One thing that annoys me greatly when people talk about green energy technologies is the way that they are sidelined by holding them up to absurd standards to which ‘conventional’ patterns of consumer spending are simply not judged. This is something that afflict heat pumps, electric cars and solar panels. How and why does this happen?
First, electric cars. I hear a lot of stuff about how a lot of people cannot be expected to buy electric cars if they cannot easily charge their cars at home. This is ridiculous when you think of it because the same standard is not applied to cars that run on petrol or diesel. ‘How can you expect people to buy cars if they can’t fill them up with petrol at home!’. Quite.
Of course we need many more fast chargers to be made available. A good regulation that would not cost the taxpayer anything could be to insist that all petrol garages give over at least two spaces to approved companies who provide fast chargers.
There’s another running story about how expensive the electricity from fast chargers is. Well, yes, they charge about 40p/kWh which is a lot more than the cost of home charging. Each kWh will take you 3-4 miles (farther if you are a careful driver). BUT if you buy 40 pence worth of petrol it will take you an average of less than 2 miles at 30 miles per gallon. So it’s still almost always going to be much cheaper to charge up an electric car using a fast charger than an ICE car.
Second, Solar panels. ‘Energy efficiency should take priority over solar panels in buildings’, is a story I’ve heard, and indeed building regulations give developers an option to trade off one against the other. Why? Buildings should be built to very high carbon reduction standards. And on top of that they should have solar panels. Are we aiming for net zero in new buildings or just passing the buck? ( I could make the point using a ruder phrase!) At the moment we’re clearly passing the buck!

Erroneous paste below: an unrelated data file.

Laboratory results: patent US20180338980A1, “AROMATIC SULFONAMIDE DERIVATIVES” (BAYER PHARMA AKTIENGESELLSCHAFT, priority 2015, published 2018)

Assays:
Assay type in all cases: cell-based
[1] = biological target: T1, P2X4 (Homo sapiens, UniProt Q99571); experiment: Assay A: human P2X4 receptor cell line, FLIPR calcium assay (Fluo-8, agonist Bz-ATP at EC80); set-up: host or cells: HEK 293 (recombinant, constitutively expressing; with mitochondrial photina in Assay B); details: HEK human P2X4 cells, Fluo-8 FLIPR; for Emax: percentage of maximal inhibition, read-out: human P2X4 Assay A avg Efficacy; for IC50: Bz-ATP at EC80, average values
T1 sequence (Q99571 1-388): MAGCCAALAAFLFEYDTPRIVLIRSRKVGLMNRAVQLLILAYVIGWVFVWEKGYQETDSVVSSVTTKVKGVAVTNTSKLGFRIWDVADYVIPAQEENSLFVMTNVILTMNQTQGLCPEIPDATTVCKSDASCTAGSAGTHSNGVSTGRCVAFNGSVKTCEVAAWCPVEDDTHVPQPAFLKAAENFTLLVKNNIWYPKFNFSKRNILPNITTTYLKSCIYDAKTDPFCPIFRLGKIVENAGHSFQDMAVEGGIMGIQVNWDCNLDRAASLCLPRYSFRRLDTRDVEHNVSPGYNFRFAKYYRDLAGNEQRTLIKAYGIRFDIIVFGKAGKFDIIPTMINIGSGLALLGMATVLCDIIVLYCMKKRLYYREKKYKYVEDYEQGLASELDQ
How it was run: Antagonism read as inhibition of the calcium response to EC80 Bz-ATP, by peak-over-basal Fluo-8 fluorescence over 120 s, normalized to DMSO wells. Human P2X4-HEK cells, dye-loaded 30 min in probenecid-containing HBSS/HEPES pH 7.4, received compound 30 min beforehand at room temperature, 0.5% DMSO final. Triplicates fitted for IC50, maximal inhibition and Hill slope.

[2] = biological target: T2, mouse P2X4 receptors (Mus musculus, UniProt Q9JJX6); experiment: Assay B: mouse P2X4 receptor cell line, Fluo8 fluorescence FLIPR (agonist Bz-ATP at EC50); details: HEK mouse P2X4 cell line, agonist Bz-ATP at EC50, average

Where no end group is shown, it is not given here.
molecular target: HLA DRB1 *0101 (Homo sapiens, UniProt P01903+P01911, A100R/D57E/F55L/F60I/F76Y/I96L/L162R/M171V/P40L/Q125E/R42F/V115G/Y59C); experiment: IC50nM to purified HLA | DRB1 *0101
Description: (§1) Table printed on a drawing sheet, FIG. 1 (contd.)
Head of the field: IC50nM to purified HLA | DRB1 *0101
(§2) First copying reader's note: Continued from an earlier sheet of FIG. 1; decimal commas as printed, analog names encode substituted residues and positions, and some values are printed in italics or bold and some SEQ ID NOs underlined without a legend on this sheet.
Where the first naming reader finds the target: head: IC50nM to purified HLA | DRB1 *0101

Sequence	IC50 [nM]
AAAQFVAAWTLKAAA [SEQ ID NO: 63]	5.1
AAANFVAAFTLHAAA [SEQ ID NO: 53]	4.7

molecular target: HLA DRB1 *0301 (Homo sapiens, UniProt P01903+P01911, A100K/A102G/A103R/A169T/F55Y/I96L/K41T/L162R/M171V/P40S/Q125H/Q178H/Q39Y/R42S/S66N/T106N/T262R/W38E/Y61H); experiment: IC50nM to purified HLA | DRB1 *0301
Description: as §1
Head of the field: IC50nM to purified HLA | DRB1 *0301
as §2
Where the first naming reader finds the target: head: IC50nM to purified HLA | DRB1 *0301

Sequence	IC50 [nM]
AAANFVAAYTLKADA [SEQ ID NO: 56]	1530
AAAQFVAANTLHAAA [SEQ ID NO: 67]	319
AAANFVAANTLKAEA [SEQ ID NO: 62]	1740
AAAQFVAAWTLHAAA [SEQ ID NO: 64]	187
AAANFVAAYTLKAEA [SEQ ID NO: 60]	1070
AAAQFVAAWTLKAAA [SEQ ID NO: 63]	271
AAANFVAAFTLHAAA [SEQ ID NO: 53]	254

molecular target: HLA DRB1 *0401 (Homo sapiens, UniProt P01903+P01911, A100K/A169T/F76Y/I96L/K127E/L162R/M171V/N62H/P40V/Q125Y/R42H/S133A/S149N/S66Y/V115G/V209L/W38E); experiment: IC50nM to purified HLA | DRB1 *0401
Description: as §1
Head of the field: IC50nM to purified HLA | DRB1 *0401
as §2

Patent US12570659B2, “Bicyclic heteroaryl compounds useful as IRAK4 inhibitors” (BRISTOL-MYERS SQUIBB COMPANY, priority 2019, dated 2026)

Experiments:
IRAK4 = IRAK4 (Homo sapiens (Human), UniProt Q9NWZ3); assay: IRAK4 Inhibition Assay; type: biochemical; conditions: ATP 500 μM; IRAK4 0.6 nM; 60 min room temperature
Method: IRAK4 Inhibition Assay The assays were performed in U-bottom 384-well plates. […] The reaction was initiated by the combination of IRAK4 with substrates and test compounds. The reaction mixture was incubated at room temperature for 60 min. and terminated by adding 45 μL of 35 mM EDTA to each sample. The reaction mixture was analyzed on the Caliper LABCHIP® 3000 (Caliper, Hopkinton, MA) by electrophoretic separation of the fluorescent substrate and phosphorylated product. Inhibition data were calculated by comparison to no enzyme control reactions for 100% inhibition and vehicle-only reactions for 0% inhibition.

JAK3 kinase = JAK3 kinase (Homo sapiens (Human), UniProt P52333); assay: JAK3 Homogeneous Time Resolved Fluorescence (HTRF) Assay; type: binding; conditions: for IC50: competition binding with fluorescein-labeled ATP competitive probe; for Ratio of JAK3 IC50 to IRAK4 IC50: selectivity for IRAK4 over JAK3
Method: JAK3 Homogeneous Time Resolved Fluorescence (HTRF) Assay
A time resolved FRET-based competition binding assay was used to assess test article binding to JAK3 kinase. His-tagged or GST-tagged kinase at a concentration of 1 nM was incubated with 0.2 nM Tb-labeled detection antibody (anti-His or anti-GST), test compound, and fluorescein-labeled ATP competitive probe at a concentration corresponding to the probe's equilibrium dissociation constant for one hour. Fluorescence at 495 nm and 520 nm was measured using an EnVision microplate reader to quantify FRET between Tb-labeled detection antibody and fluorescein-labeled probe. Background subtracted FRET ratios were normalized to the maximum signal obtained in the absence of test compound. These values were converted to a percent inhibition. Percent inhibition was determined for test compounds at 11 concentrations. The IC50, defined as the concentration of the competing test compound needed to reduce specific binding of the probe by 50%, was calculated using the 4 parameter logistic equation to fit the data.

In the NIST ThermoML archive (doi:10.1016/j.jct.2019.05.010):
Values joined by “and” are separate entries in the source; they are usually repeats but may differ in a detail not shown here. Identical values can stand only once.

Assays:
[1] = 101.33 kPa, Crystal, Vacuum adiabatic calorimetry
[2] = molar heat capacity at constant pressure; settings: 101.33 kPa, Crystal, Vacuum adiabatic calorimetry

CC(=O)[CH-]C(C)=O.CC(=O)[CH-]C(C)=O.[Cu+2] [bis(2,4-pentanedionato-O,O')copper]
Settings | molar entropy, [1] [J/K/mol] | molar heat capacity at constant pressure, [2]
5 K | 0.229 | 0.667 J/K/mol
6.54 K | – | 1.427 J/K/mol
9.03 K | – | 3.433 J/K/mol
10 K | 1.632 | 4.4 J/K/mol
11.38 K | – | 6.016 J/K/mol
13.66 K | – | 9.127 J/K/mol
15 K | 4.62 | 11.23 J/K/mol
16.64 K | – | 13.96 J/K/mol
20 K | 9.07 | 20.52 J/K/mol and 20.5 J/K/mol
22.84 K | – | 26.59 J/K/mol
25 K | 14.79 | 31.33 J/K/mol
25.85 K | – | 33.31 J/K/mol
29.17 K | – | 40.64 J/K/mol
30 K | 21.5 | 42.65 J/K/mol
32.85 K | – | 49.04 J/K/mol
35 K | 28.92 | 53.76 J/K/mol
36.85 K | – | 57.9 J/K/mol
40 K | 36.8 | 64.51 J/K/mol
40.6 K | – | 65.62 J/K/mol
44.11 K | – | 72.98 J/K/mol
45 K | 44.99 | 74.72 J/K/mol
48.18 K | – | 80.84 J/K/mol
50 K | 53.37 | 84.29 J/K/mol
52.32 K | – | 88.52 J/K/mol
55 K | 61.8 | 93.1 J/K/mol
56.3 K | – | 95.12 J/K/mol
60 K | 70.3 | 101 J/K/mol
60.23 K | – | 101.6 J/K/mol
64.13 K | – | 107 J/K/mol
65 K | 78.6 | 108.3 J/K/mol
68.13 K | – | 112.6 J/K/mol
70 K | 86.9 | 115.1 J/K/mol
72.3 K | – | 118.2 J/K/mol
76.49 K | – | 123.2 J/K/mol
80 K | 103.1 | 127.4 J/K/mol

You can hear a similar judgemental story about people installing solar panels in relatively energy-inefficient buildings. You can see people frowning. But you never hear anyone say ‘You shouldn’t be building that kitchen extension/conservatory before you’ve installed much better energy efficiency in the whole of your house’. The same frowners won’t even think of saying that!
Third, there are heat pumps. There’s the story that says they shouldn’t be installed in energy inefficient homes. Of course in order to get a grant from the Government scheme (renewable heat incentive changing in April to the clean heat grant) you have to have some basic energy efficiency measures. But I haven’t heard anyone moaning about people installing or replacing a gas boiler in a building that does not have much insulation! That’s a much much bigger waste! Why is not there a rule saying that if you want to install or replace a gas boiler that you have to have 270 mm of loft insulation and cavity wall insulation? – with grants available to pay for this?
So how is it that this paradox exists of green energy investment being condemned using arguments that are not applied to ‘ungreen’ investments? This mystery is solved when you look at the sources of the negative bias against the green technologies because the bias comes from the mouths of those opposed to these technologies. These include manufacturers of petrol and diesel cars, people from the natural gas industry and people who don’t favour solar power.